To ensure a constant and easier creation of patterns, it would be nice to have a Rhinospike-like template where learners submit a piece of writing like yours, the tutor translates/records it and gets points for this. I know this is already doable, but it’s not always so clear how to do it (unless one has just read your explanations above!).

Steve, I have just submitted a short self-introduction to our new Romanian tutor and asked him if he wants to record it so that I can share it.

I think mikebond’s idea is a great one. I have long thought that the main thing missing here is some systematic way to have texts recorded. I can imagine one way would be for there to be a system similar to the text correction system, where native speakers put themselves forward as recorders and people submit texts to them and pay points based on the number of words in the text. I looked at a lot of the recordings at Rhinospike and thought they were of very low quality.

Colin, you are right: the quality of Rhinospike recordings is not always good. One of my English texts was unshared because of this, and I needed to get another recording before sharing it again.

@colin and mike - We are working on a way to enable this type of interaction. Please be patient a little longer.

1 Like

Great news, Mark! I promise I’ll be patient! :slight_smile:

Sounds exiting. In the meantime, I will behave myself. Promise.

Hi all,

For the few who learn Dutch, I have added the first pattern lessons suggested by Steve to the library:



1 Like

Hi Silvia
I decided to have a break in my efforts to learn Dutch (I’m trying to refresh my forgotten German) but I promise I’ll be back. Thanks for your new lessons.


Silvia, thanks a lot. I just did your first patterns. Your sound is clear. When the translation is provided it is really easy to get into a new language. I will be making more patterns for English and will record them. I am also going to arrange for translations and recordings in Romanian.

Hello Fernanda,
Good luck with German! I have the same problems of time, and am concentrating on Italian and not on Portuguese! I am sure to get back to Portuguese in future!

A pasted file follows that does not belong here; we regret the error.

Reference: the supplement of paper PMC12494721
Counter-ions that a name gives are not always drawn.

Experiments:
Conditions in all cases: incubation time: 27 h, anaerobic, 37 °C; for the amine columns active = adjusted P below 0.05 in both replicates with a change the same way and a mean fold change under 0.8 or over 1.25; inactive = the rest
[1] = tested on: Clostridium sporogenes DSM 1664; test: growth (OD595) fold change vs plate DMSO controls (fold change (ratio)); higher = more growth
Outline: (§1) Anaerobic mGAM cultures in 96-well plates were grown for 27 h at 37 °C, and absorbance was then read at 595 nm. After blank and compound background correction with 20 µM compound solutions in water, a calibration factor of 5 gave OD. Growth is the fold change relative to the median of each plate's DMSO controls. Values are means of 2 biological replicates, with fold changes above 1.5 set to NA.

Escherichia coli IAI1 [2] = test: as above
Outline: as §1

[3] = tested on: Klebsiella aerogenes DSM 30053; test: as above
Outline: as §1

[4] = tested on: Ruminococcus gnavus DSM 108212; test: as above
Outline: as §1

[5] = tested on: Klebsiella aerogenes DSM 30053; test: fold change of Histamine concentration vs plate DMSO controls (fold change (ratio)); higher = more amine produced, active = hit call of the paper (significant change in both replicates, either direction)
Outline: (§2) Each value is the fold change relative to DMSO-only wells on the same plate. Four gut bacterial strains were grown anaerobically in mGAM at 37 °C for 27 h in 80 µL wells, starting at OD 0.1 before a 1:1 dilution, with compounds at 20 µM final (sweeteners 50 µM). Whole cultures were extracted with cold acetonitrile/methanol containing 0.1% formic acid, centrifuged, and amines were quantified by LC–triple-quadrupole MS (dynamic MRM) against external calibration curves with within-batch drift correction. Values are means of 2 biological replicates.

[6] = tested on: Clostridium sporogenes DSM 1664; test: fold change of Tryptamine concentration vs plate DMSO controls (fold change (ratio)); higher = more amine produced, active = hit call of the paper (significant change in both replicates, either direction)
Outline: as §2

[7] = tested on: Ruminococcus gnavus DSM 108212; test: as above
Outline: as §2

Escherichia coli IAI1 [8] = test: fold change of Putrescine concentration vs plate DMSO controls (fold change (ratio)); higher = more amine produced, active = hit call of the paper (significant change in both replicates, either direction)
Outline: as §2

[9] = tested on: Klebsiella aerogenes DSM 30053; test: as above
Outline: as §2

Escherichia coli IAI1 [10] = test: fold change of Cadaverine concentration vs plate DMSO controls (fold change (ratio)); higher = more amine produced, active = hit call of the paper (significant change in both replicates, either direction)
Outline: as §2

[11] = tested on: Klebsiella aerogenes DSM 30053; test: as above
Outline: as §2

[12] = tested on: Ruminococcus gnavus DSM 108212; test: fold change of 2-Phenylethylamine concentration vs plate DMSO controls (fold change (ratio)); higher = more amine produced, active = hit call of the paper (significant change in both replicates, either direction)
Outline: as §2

Steve, if you have the patterns in English, just let me know, so I can co them in Dutch. I agree that it is a first easy way of listening to some texts.

I have now created two courses of patterns for English. One is at the beginner 1 level, and one at the beginner 2 or even a little higher level.

I see this as a LingQ community project. BTW I am working on getting the Romanian translations and the best possible recording of these up in a few days for myself.

The quality of the recording, especially for beginners, is very important.


  1. Please tell me what to change or improve and point out any mistakes.
  2. If you are an English learner, please tell me which patterns cause you trouble.
  3. Sylvia or others, we need to find one common icon for these collections in the different languages. Any suggestions.
  4. If other people can translate these patterns into their native language please do so. The same person need not translate and record although that is easiest. They key is to get high quality recordings for beginners.
  5. If I receive translations I can start adding them into the lessons for native speakers of those languages. Other providers can eventually do the same for their lessons or we can share this work.

Let me know what you think.

Steve, I will try to look at your patterns soon and see if I can use them to make Italian ones.
Lately, I was thinking about creating patterns at different levels: beginner, intermediate and advanced, for the needs of learners at different levels (since the Italian grammar is very rich and complex). However, I’m not sure how to subdivide them, yet. Any suggestions are welcome.

Hi Steve,

In the ‘Purpose’ lesson, you have written ‘Because I want to learn how speak Romanian’. You have spoken it correctly, just missed a ‘to’ in the text.

Colin with the fancy long name, you got issues? I want speak Romanian, you donna want speak Romanian, is you problem!

Thanks I fixed it.


It is very handy to have translations for these patterns, especially for beginners. However, not all patterns in English have a parallel pattern in other languages, and conversely there will be important patterns in Italian or other languages that do not exist in English. If you create some patterns for Italian I can translate them and include them in English and others can do the same.

Hi Steve and all
I’m also interested in this “pattern course”, and I’m working on it. As you say, I can find different patterns in Portuguese and so I’m including them as well, I’ll let you know when I have a few lessons.
As for the common icon, what about this one?
I’m open to suggestions, and can try to find something different.